Writing What She Knew – Jane Austen

I’m a big fan of classic literature, though I’ve not read as much as I’d like. There are a wealth of novels spanning centuries and centuries with the purposes of entertaining, teaching, and inviting readers to explore new places. Some of my favorite books, Little Women by Louisa May Alcott, Anne of Green Gables by L.M. Montgomery, Jane Eyre by Charlotte Bronte, and any of Austen’s works, guide me into a very different time and place…but interestingly not so different.

The similarity between all these authors is their inspiration: they wrote what they knew. From out of their own experiences, they created extraordinary stories out of the ordinary days. What did they do? How did they maneuver these details to invent masterpieces? Description, dialogue, plot, and (most importantly) memorable characters.

Jane Austen could have written about many more ‘exciting’ things besides the clashing of the classes and the seemily hopeless pursuit of unmarried country girls. She lived through The French Revolution (with two of her brothers in the navy), witnessed a nation develop its’ independence, and realized the dawning of the Industrial Revolution – but there is very little about those remarkable events in her novels.

Besides her marvelous wit and clever plotting, Jane Austen’s novels give the feel that This could happen to me. Regular people who experience one of the lovliest treasures in life: true love. Instead of bringing the reader to the battlefields of the Napoleonic wars, she exposes the battlefields of the heart. Instead of crashing swords, there is clashing wit. Instead of the rumble of cannons, there is an explosion of cultures and classes. The reverberation of her writing has been felt throughout two hundred years of literary enthusiasts and avid ‘adventure’ seekers…and she wrote about ordinary people in rural England.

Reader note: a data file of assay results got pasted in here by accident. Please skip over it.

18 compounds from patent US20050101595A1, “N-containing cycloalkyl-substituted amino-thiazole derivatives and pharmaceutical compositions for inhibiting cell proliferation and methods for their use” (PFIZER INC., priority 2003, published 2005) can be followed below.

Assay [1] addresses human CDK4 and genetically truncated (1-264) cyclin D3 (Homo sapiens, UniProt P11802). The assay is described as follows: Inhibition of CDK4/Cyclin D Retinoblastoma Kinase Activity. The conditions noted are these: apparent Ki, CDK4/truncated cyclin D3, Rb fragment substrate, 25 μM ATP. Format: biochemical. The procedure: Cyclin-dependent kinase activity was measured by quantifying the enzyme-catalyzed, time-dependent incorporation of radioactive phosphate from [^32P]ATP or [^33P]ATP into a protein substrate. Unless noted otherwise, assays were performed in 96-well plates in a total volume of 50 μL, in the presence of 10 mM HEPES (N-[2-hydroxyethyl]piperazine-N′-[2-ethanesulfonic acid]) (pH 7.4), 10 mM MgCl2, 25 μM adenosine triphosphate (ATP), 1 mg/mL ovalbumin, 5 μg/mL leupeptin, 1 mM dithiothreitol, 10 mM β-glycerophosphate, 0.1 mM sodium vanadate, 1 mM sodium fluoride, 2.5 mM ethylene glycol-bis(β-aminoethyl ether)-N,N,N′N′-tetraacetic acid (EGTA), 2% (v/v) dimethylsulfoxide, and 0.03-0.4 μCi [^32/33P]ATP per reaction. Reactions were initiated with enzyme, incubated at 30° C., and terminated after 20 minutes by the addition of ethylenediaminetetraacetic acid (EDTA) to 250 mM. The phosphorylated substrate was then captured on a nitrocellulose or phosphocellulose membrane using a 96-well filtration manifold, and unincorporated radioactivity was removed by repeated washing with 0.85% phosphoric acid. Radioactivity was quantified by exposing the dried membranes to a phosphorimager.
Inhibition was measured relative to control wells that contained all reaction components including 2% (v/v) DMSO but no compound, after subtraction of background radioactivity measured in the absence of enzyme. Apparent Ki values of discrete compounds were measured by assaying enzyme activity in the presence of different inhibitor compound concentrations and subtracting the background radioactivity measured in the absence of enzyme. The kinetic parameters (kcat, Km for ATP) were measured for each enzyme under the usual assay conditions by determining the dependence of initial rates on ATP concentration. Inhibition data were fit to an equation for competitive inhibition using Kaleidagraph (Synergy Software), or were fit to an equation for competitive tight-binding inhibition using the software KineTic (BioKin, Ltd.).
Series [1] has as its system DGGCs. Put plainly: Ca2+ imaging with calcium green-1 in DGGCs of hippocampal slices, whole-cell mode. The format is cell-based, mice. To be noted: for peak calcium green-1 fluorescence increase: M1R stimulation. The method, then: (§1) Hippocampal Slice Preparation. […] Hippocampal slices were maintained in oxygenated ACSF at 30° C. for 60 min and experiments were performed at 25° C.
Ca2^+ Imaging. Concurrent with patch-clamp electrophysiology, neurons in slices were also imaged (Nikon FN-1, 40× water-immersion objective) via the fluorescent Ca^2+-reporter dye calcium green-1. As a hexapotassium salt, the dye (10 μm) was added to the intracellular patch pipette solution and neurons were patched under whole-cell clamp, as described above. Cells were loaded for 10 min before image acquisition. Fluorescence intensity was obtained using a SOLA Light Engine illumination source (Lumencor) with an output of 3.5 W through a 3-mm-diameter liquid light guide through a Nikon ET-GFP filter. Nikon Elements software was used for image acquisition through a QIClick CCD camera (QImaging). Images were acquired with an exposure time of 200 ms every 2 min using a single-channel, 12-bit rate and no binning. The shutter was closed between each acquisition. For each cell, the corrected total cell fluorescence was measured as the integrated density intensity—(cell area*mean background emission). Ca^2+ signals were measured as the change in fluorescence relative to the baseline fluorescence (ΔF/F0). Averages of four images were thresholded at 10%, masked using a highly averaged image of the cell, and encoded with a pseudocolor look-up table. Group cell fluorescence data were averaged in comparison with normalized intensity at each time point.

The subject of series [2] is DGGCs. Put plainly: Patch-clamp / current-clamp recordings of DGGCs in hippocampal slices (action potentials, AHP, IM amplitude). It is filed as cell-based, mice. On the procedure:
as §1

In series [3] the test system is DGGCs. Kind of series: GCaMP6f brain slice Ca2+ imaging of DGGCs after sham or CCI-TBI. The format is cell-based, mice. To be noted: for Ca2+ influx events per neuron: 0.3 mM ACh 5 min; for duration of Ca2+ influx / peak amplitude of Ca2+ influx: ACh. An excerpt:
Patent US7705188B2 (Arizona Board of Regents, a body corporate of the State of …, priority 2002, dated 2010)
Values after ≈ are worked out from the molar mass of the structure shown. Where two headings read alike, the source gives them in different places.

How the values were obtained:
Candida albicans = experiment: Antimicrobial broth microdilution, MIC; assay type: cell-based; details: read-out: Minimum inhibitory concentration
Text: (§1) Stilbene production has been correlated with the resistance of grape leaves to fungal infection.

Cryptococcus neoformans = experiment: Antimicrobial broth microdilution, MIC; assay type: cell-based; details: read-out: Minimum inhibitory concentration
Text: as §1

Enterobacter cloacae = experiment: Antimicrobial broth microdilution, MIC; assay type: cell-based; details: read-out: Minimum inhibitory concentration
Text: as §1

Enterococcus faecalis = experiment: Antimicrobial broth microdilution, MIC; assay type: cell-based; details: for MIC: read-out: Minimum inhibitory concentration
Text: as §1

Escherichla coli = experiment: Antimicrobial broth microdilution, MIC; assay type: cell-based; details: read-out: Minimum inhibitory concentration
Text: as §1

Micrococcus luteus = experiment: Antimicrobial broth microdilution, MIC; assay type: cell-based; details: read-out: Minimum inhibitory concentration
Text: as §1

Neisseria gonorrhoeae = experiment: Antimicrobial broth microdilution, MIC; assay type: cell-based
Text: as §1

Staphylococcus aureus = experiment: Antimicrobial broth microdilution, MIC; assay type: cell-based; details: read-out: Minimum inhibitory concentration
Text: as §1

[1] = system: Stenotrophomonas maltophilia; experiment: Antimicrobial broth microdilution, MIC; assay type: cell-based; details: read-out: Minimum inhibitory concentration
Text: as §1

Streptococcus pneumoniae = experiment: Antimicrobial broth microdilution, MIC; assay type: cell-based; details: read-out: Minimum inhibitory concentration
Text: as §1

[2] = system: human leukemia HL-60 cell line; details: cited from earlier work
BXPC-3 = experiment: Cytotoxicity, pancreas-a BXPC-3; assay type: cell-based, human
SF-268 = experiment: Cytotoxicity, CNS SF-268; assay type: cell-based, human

For me, Austen wrote about the most important things in life…the things that do withstand wars, battles, guiotines, and nation-building. She wrote about relationships.

Nations rise and fall. Cities grow and decline. Leaders come and go, but at the heart of all of this are the relationships of life. Relationships – in all their joys, ridiculousness, grandeur, and pettiness – build the people. Jane observed this world, found the humor in the middle of it, and sought to create out of it.
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